Have you ever been confused?…

about why your logo, which looks crisp and clear on your website, like, say, this:

Ross Creative Works Logo

Prints out all fuzzy like this:

low resolution Ross Creative Works logo

The logo on your website is called a low resolution image. Images on the web are usually published as JPG or PNG files at 72 to 150 PPI, or pixels per inch. They are meant to be viewed on a screen. When the dots are viewed on a screen, they are called pixels.

Print resolution is 300 DPI (dots per inch). This is high resolution. That means there are at least 300 little dots of color making up every inch of space. And printed things use ink, not pixels. If you take a look at any printed mailer or brochure under a magnifying glass, you will see it is made up of a series of tiny dots. Remember there are only 72 of those dots taking up the same amount of space for a low resolution image published to the web. If you try to resize something that was meant for web and print it out, it will look fuzzy. Think of it like dots on a balloon:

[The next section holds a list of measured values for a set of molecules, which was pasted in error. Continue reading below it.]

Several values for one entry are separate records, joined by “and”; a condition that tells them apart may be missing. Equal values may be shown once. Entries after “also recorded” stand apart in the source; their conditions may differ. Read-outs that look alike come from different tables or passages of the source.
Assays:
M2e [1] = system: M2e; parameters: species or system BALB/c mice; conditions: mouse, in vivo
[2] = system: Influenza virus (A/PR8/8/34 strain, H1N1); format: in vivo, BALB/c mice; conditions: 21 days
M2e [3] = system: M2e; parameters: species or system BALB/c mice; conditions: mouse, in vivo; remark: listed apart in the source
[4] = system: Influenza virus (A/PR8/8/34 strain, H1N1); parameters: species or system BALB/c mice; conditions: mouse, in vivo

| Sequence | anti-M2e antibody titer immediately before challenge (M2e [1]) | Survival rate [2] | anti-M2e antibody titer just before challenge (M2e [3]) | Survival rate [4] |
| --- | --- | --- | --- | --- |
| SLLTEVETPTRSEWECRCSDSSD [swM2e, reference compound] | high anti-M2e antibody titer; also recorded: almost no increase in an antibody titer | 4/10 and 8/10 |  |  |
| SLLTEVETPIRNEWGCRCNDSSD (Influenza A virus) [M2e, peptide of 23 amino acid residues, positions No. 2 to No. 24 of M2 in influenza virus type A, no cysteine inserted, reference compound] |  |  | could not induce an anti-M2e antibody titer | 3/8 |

balloon example of fuzzy logo

There are a finite number of dots making up your logo, and when you try to make it bigger, you are stretching those dots out. It’s just like blowing that balloon up.

fuzzy logo baloon example

And the result is a fuzzy logo:

low resolution Ross Creative Works logo

In order to print your logo so that it does not turn out fuzzy, you will need a high resolution logo. This means you will need something at least 300 DPI for whatever size you are printing at. For example, if your logo is 300 DPI at 2 inches long, you can only print it out at 2 inches. If you try to make it 4 inches long and try to print it, the logo will look fuzzy. This only applies to JPG and PNG files. EPS, SVG, Illustrator, and in most cases PDF, can be resized to any size and not lose quality.